spotted contractions in a poem and read aloud to themselves with the
      help of "whisper phones," or plastic tubes that amplify their voices
      to help them catch mistakes. Student achievement, Morales said, has
      soared in reading and writing. The eight-year veteran credits the
      National Board for Professional Teaching Standards with giving her a
      more thoughtful approach. Although some wonder how much the program
      raises student achievement, there is a growing movement toward
      national certification. The number of board-certified teachers has
      tripled in the past five years to more than 55,000 nationwide.
      Increasingly, school systems are seeking to raise teacher quality.
      This notion is built into the federal No Child Left Behind law, which
      requires states to have "highly qualified" teachers for all core
      academic classes, meaning they must have a bachelor's degree, a full
      state credential and demonstrated knowledge of the subjects they
      teach. But standards for subject knowledge vary widely from state to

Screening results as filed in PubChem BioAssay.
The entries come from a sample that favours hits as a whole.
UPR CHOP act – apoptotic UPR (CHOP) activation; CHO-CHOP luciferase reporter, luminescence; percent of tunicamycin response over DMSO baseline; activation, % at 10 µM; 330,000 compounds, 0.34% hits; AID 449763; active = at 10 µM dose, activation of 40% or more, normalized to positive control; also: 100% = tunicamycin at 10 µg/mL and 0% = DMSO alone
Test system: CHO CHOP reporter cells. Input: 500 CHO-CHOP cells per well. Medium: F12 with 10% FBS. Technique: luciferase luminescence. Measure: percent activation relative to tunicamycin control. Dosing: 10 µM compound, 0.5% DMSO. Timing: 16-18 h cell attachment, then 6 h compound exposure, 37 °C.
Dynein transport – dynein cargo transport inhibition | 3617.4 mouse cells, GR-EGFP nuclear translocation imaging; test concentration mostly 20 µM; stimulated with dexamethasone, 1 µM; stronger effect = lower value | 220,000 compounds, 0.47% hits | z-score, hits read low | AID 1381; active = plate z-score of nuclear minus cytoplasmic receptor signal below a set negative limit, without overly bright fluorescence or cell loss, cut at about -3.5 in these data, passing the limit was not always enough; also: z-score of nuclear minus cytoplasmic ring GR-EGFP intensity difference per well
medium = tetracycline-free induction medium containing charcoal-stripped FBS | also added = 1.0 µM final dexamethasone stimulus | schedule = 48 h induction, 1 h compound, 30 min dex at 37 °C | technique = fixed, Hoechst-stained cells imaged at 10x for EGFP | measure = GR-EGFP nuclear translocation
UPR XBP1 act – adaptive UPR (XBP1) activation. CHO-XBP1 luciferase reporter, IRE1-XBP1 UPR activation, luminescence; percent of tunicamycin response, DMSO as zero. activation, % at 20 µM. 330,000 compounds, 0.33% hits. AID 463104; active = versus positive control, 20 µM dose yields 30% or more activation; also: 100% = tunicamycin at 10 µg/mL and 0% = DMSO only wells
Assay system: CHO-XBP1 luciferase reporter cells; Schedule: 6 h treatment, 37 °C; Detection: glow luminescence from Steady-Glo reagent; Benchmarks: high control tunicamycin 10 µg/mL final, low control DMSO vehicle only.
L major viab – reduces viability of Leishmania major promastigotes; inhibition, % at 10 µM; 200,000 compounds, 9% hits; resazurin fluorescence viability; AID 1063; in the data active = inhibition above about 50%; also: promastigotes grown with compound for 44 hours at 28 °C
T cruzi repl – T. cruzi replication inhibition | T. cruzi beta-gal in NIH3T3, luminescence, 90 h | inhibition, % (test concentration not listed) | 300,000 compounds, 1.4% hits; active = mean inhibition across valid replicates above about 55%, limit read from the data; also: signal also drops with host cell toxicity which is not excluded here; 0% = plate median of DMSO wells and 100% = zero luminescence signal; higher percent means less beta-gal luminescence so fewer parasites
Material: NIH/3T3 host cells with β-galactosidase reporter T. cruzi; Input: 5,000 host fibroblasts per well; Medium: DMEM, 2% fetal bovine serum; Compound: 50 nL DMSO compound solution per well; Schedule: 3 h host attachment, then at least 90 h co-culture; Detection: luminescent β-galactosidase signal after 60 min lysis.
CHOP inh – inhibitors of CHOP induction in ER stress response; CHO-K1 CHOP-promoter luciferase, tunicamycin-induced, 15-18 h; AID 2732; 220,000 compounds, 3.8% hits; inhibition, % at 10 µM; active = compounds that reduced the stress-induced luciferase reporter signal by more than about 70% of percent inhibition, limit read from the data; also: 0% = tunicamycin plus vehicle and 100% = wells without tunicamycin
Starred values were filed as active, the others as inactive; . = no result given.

state. By contrast, the process for national board certification is
      uniform across the country. The process aims to push teachers to
      adapt lessons for each child, analyze why certain methods work and
      reach out to colleagues and the families of students. (Washington
      Post - registration required)


      How California can gain qualified teachers

      SACRAMENTO, CA - In his recent State of the State Address, California
      governor Arnold Schwarzenegger pinpointed education as one of five
      areas requiring more investment. Though California's public education
      system needs reform, the governor did not lay out a concrete plan for
      improving the system. He called for new facilities and greater
      accountability and transparency, but he missed a fundamental element
      in the improvement of public education - qualified teachers. To teach
      in a public or charter school in California, the state requires that
      each teacher possess state certification. No one questions the need
      for prepared and qualified teachers but, clearly, state certificates
      do not translate into qualified teachers. In my two years of
      teaching at a charter school in Oakland, I encountered firsthand the
      obstacles to becoming a public-school teacher. I do not suggest that
      teaching is an art that cannot be learned. Certainly I would have
      benefited from strategies on classroom management or gradebook
      organization. Indeed the most beneficial experience I had as a
      teacher came from collaborating with other more experienced teachers